FIGS. 46a and 46 b are two examples of bridge boost rectifier. FIG. 46(a) is a schematic of a 6-switch boost bridge rectifier with dc-diode. FIG. 46(b) is a schematic of a three-level rectifier.

FIG. 47 is a graph of simulated three-phase inductor current waveforms for 6-switch bridge rectifier with dc diode and inductor current control.

FIG. 48 is a schematic of a 3-phase rectifier with reduced switch count.

FIG. 49 The schematic of control block for the 3-phase rectifier in FIG. 48.

FIG. 50 is a garph of the operation waveforms for the controller in FIG. 49.

FIG. 51 is a graph of simulated inductor current waveforms for the 3-phase rectifier in FIG. 49 with proposed UCI PWM controller.

FIGS. 52a and 52 b are schematics for an equivalent circuit for the 3-phase rectifier with reduced switch count in FIG. 48.

FIGS. 53a and 53 b show a 3-phase VIENNA rectifier in FIG. 53a and its average model in FIG. 53b.

FIGS. 54a and 54 b are schematics of proposed 3-phase PFC controller for VIENNA rectifier by sensing inductor current in FIG. 54a and its operation waveform FIG. 54b.

FIG. 55 is a graph of a simulated inductor current waveforms for VIENNA rectifier with proposed controller in FIGS. 54a and 54 b

FIG. 56 is a schematic illustration of switching current sensing for VIENNA rectifier.

FIG. 57 is a schematic of 3-PFC controller for VIENNA rectifier with peak switching current mode control.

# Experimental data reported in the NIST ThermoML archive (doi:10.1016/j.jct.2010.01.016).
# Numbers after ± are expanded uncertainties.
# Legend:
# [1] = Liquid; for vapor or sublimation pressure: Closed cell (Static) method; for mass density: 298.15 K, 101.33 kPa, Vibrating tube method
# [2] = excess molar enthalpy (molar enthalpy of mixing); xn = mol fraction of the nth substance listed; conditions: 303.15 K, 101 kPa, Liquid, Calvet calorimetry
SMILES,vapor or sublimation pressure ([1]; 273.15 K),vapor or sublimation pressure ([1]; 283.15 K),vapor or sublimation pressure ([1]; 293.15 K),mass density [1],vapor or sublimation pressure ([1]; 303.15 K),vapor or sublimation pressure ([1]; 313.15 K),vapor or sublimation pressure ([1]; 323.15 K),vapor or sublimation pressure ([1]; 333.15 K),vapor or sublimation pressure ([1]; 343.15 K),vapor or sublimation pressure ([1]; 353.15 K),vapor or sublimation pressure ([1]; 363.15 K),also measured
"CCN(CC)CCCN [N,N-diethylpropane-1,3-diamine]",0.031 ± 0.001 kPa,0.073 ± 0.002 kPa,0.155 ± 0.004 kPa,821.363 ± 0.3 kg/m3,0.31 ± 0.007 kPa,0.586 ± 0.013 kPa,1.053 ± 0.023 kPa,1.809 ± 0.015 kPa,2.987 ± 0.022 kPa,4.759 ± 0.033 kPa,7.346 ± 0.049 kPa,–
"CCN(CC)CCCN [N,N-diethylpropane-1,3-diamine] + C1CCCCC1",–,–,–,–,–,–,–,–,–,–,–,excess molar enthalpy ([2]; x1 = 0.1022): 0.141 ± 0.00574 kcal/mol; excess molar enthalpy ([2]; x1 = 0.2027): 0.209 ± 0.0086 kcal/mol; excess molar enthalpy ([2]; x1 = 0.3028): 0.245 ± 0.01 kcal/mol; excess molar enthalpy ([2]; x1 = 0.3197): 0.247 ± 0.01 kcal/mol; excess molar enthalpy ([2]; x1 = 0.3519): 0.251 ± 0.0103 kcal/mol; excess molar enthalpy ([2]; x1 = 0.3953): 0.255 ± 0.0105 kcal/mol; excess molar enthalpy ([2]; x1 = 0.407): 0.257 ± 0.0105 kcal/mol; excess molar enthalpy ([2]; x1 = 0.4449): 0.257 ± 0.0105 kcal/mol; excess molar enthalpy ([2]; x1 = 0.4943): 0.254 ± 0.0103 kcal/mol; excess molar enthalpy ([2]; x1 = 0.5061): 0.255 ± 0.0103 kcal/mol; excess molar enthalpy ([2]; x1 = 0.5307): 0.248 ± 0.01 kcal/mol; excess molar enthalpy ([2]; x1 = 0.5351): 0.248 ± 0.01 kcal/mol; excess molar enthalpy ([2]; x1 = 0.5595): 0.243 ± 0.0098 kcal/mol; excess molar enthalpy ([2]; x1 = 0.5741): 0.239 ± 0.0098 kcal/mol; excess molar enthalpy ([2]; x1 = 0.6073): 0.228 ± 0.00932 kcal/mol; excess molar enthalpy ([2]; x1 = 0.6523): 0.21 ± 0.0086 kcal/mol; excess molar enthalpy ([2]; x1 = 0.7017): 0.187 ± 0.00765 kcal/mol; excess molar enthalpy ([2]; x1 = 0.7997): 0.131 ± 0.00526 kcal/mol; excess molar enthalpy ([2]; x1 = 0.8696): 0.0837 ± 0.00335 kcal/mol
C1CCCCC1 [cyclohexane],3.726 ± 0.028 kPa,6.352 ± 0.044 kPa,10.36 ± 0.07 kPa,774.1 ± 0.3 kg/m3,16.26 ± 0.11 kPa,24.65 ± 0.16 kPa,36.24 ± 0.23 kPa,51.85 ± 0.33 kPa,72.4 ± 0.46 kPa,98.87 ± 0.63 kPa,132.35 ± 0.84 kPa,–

FIGS. 58a and 58 b show the simulation results for 3-PFC for VIENNA rectifier with switching peak current control. FIG. 58a is a graph of the operation waveforms of the controller. FIG. 58b is a graph of the simulated inductor current waveforms.

FIG. 59 is a schematic of control block for 3-PFC VIENNA rectifier with average switching current mode control.

FIGS. 60a and 60 b are graphs of simulated waveforms for 3-phase VIENNA rectifier with average switching current mode control. FIG. 60a shows the operation of control block. FIG. 60b shows the simulated inductor current.

FIGS. 61a and 61 b show a comparison between the general topology for UCI controlled 3-phase PFC and APF. FIG. 61a is a general diagram of the UCI controlled 3-phase PFC. FIG. 61b is a general diagram of the UCI controlled 3-phase APF.

FIG. 62 is a schematic of three-phase APF with standard six-switch bridge converter and bipolar operated UCI controller.

FIG. 63 is an implementation of equation 38 with integrator with reset.

FIG. 64 is a graph of the simulation results for active power filter with proposed controller in FIG. 62.

FIG. 65 is a schematic of three-phase APF diagram based on 3-phase bridge with reduced switch count.

FIG. 66 is a graph of the simulation results for three-phase APF in FIG. 65.

FIG. 67 is a schematic of three-phase APF with half-bridge configuration

FIG. 68 is a graph of three-phase voltage waveforms.

FIG. 69 is a diagram of vector operated UCI controller for 3-phase APF.

FIG. 70 is a schematic of logic circuit for switching drive signal Qan and Qap.

FIG. 71 is a graph of a simulation waveform for three-phase APF with proposed controller based on vector control.

FIG. 72 is a schematic of a three-phase grid-connected circuit with a standard six-switch bridge inverter.

FIG. 73 is a graph of a three-phase utility voltage waveforms.

FIG. 74a is a schematic of an equivalent circuit for inverter in FIG. 72 during 0˜60. FIG. 74b is a schematic of parallel-connected dual buck topology.

FIGS. 75a- 75 d are equivalent circuit for parallel-connected dual buck sub-topology.

FIG. 76 are the inductor current and voltage waveforms.